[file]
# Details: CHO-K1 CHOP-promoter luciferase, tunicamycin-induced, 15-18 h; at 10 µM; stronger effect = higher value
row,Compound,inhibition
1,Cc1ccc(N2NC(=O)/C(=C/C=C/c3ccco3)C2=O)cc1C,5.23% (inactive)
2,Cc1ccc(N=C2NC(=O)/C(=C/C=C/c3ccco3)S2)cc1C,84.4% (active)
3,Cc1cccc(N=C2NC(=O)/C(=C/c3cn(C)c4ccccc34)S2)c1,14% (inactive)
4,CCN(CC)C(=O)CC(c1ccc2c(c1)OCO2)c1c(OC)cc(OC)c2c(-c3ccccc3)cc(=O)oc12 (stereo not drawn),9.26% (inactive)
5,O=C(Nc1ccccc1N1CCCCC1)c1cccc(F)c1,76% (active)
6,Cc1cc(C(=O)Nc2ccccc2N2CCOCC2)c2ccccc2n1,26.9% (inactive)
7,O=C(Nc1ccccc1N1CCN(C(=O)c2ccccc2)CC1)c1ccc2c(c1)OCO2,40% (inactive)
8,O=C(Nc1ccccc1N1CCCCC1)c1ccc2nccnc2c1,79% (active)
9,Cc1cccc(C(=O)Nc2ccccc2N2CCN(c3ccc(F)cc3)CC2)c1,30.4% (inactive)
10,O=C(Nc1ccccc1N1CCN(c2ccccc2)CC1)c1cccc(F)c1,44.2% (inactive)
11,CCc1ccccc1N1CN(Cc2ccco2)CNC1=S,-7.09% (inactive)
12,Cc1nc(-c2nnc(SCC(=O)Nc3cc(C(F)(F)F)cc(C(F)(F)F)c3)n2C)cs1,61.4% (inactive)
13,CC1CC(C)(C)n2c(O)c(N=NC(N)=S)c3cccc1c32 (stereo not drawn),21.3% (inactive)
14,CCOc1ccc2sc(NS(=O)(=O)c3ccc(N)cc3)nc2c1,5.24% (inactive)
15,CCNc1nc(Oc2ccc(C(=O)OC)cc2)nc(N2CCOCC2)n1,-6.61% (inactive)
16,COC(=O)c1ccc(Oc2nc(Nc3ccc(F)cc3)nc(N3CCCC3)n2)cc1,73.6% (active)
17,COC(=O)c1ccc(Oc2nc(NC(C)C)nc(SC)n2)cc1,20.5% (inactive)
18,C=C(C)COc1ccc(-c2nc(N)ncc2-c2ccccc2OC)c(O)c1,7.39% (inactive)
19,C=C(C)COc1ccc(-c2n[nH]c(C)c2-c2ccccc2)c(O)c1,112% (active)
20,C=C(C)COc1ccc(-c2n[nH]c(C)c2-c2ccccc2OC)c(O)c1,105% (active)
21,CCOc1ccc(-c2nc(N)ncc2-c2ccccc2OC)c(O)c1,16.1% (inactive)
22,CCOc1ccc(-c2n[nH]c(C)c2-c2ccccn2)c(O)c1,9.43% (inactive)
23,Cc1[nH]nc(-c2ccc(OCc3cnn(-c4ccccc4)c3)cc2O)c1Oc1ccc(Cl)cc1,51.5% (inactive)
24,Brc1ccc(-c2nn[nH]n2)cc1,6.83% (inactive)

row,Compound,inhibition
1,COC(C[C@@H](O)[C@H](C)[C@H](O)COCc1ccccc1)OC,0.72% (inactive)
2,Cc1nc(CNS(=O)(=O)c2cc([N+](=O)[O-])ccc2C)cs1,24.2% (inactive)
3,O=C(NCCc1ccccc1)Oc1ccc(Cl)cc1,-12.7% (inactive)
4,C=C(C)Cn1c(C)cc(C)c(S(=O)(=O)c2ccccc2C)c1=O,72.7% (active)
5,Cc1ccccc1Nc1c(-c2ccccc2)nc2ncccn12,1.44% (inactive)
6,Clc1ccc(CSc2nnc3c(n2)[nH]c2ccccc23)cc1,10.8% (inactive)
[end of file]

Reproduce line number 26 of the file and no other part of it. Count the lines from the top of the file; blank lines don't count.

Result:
24,Brc1ccc(-c2nn[nH]n2)cc1,6.83% (inactive)